A queer friend of mine from a haredi Orthodox background had posed a query publicly on social media. She had attended a conference on LGBTQ inclusion. There she learned that some Catholic priests made a practice of going into gay bars in full clerical garb. They would sit in the bar, and when queer Catholics approached them, the priests would affirm God’s love and their belonging in the church.
My friend asked her community of observant Jews, acknowledging that rabbis don’t have any identifying clerical garb: When might Orthodox rabbis do the same?
As an Orthodox rabbi myself, I was intrigued. I discovered a rainbow kippah online and decided to purchase it.
It managed to garner attention the first day I wore it. A woman took a picture of me and motioned a thumbs-up. A homeless man on the subway who was begging for money approached, pointing to my kippah, and said, “Now I like that” and bumped my fist. A man in high heels came up to me before getting off at his stop and said, “Thanks for the yarmulke.” That same day, when I made my way to the headquarters of Chabad Lubavitch for a meeting, a Hasid asked me where he could find a kippah like mine. I surmised: The kippah works.
But what is it symbolizing and is it enough?
The kippah is a symbol of my commitment to God, to Torah and to the Jewish people. To me, the rainbow kippah is also a symbol that God and Judaism love you no matter your sexual orientation.
I understand that the plain reading of Leviticus considers homosexual sex a toevah, often translated as an abomination. I understand that Jewish law views kiddushin, the ritual ceremony of marriage, as a legal structure between a man and a woman. I know and respect this.
But I also believe that the Torah does not want human beings to live alone, and it supports a covenantal relationship between parties as they build a faithful Jewish home. I know that Judaism, for thousands of years, has had a rich understanding of the diversity of gender identities. I know that the Torah affirms the God-endowed dignity of all human beings.
In the 2018 teen drama “Boy Erased,” based on Garrard Conley’s memoir describing his experience in a gay conversion program, a scene between a Baptist pastor father and his adult gay son has stayed with me. Conley’s character says something along the lines of “I’ve tried to change, God knows I’ve tried. I can’t change. Now it is your turn.”
The rainbow kippah is also a symbol that God and Judaism love you no matter your sexual orientation.
I’ve thought about how resonant that particular sentence felt. The onus of responsibility now rests upon those of us in religious leadership positions. We must continue to make space, validate, humanize, empathize and support those who have long felt suppressed by our traditions, and not the aggrieved parties themselves.
My own rabbinical school, Yeshivat Chovevei Torah, which is a beacon of progressive traditionalism, informed its students and alumni in April that one of its final-year students, an openly gay man, would not be receiving ordination after years of study at the seminary. It was a painful reminder that LGBTQ Jews still lack the ability to fully participate as equals in all facets of Orthodox life.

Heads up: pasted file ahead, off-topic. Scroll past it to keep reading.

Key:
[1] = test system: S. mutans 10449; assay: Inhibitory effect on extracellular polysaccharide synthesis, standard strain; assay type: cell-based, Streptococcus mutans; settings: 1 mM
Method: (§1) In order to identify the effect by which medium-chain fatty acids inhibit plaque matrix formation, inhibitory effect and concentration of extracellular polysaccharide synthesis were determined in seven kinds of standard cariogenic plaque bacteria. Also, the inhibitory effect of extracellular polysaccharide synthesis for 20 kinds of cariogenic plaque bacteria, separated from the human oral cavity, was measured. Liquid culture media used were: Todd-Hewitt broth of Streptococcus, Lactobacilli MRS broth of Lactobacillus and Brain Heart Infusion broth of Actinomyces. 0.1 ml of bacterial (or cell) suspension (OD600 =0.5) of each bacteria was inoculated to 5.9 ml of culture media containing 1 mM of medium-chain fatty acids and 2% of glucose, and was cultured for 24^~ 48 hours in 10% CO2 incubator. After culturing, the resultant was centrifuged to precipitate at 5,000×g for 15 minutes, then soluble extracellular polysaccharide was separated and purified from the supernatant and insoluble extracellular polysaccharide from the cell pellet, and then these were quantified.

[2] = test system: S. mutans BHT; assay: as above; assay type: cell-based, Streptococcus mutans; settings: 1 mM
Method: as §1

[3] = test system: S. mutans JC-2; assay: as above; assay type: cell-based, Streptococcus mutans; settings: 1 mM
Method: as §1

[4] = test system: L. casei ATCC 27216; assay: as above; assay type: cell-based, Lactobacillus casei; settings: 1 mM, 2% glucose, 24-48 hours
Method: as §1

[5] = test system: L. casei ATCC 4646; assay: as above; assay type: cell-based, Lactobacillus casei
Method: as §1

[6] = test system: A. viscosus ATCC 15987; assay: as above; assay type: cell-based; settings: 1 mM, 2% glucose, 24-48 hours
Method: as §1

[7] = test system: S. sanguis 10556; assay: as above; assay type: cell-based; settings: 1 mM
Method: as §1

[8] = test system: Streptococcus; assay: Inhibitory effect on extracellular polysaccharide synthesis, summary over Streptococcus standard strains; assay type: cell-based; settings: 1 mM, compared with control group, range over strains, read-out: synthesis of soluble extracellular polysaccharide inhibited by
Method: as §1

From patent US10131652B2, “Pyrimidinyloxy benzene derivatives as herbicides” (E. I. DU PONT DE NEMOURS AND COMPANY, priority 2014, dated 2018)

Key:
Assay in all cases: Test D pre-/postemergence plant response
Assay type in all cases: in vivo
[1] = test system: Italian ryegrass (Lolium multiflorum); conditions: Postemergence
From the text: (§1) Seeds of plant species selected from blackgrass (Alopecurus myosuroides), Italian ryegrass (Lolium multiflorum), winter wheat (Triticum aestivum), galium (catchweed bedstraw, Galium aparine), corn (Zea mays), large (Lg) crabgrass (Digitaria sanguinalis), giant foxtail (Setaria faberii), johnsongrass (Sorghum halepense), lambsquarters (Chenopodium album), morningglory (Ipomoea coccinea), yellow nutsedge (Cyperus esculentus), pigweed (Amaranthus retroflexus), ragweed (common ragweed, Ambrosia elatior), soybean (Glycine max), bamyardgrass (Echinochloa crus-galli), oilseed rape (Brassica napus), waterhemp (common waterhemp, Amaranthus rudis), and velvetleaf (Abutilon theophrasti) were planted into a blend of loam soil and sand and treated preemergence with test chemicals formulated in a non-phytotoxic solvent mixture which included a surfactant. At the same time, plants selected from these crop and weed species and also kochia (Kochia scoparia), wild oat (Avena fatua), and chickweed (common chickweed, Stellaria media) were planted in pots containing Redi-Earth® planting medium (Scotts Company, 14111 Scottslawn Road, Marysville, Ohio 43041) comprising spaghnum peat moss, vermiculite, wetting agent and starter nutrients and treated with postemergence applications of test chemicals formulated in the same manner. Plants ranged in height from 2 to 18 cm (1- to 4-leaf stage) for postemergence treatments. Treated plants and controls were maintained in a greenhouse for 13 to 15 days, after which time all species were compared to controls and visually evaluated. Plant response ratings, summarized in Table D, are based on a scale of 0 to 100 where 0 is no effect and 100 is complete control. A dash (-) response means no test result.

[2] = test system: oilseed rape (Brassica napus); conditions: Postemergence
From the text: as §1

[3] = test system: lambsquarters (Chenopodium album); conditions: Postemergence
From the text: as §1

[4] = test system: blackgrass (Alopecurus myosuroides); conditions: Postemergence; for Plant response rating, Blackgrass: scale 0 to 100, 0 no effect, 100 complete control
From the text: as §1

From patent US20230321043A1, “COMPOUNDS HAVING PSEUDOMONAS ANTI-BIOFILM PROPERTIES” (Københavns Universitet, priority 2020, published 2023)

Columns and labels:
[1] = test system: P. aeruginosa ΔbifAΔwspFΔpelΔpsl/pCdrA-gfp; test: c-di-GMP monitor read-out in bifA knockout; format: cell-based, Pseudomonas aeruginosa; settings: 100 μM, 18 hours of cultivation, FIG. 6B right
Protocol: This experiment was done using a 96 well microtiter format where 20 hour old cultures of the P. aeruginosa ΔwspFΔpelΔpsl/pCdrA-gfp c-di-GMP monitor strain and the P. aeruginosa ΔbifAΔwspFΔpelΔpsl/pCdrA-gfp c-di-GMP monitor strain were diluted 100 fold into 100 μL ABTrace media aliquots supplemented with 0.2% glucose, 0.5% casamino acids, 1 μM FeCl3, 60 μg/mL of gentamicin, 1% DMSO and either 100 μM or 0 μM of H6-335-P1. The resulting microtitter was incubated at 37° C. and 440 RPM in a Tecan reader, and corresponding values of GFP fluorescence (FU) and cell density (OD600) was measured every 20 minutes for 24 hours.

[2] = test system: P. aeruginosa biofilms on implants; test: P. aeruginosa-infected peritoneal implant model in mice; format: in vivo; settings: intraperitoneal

That is why, going forward, I will be officiating wedding ceremonies for queer Jews.
I’m passionately committed to God, Jewish law, Torah and the Jewish people. These won’t be typical kiddushin ceremonies. Instead, they will be similar to the brit shutafim (covenantal partnership) ceremonies the visionary Rabbi Steven Greenberg, founder of Eshel, has been performing for years. Founded in 2010, Eshel provides community and acceptance for LGBTQ Jews who are Orthodox.
I understand that for some, this may feel like a blatant break from tradition, and I know some of my teachers and the larger Orthodox community believe that this is crossing a line that should not be crossed.
Yet I know that there are a small but growing number of Orthodox rabbis from across the Modern Orthodox spectrum who believe that this is where we have to be moving. I hope that in doing so as a community, queer Jews will see themselves as valued in the community and see that their rabbis are ready to celebrate their life choices of sacred covenantal marriage, as well. It is not only about upholding the dignity of the human being, but upholding the dignity of the Torah itself, which emphasizes the need for loving partnership.
A wedding day should be a joyous day for loving companions, as liturgy connotes, regardless of their sexual orientation. If the couple is choosing to live Jewish lives, build a Jewish home and raise Jewish children, our traditional rabbinate must seize the opportunity to welcome and work with these families at their most precious lifecycle moments. If we don’t, we risk further alienation and falling into an abyss of religious irrelevance by denying these couples their rightful place of belonging.
Shouldn’t our Orthodox communities rush at the opportunity to keep as many Jews engaged in their Judaism? Is this the Torah and this its reward?
We are long overdue for a new paradigm. I am humbled to be part of a new generation seeking to straddle the sacred tradition we inherit as well as the humanity before us.